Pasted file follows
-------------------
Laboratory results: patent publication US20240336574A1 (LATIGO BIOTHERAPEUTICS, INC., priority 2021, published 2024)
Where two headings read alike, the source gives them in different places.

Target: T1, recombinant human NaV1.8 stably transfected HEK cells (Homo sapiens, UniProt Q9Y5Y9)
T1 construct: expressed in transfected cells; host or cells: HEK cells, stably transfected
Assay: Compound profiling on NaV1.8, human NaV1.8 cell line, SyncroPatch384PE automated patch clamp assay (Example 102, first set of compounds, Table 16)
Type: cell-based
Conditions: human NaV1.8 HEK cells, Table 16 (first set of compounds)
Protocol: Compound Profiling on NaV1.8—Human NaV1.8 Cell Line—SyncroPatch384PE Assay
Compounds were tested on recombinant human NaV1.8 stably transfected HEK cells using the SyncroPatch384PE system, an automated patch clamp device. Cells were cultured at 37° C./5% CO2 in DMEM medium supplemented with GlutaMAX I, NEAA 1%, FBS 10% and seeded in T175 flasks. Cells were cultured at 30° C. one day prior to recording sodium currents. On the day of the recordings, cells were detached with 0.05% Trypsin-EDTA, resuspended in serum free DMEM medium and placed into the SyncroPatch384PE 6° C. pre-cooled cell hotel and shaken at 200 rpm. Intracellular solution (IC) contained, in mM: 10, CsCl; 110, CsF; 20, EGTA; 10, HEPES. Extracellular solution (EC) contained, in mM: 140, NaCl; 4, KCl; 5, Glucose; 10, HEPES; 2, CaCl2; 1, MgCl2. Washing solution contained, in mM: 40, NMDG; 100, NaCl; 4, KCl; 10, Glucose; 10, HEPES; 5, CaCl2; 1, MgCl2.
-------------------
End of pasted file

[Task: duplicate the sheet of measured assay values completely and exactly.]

Laboratory results: patent publication US20240336574A1 (LATIGO BIOTHERAPEUTICS, INC., priority 2021, published 2024)
Where two headings read alike, the source gives them in different places.

Target: T1, recombinant human NaV1.8 stably transfected HEK cells (Homo sapiens, UniProt Q9Y5Y9)
T1 construct: expressed in transfected cells; host or cells: HEK cells, stably transfected
Assay: Compound profiling on NaV1.8, human NaV1.8 cell line, SyncroPatch384PE automated patch clamp assay (Example 102, first set of compounds, Table 16)
Type: cell-based
Conditions: human NaV1.8 HEK cells, Table 16 (first set of compounds)
Protocol: Compound Profiling on NaV1.8—Human NaV1.8 Cell Line—SyncroPatch384PE Assay
Compounds were tested on recombinant human NaV1.8 stably transfected HEK cells using the SyncroPatch384PE system, an automated patch clamp device. Cells were cultured at 37° C./5% CO2 in DMEM medium supplemented with GlutaMAX I, NEAA 1%, FBS 10% and seeded in T175 flasks. Cells were cultured at 30° C. one day prior to recording sodium currents. On the day of the recordings, cells were detached with 0.05% Trypsin-EDTA, resuspended in serum free DMEM medium and placed into the SyncroPatch384PE 6° C. pre-cooled cell hotel and shaken at 200 rpm. Intracellular solution (IC) contained, in mM: 10, CsCl; 110, CsF; 20, EGTA; 10, HEPES. Extracellular solution (EC) contained, in mM: 140, NaCl; 4, KCl; 5, Glucose; 10, HEPES; 2, CaCl2; 1, MgCl2. Washing solution contained, in mM: 40, NMDG; 100, NaCl; 4, KCl; 10, Glucose; 10, HEPES; 5, CaCl2; 1, MgCl2.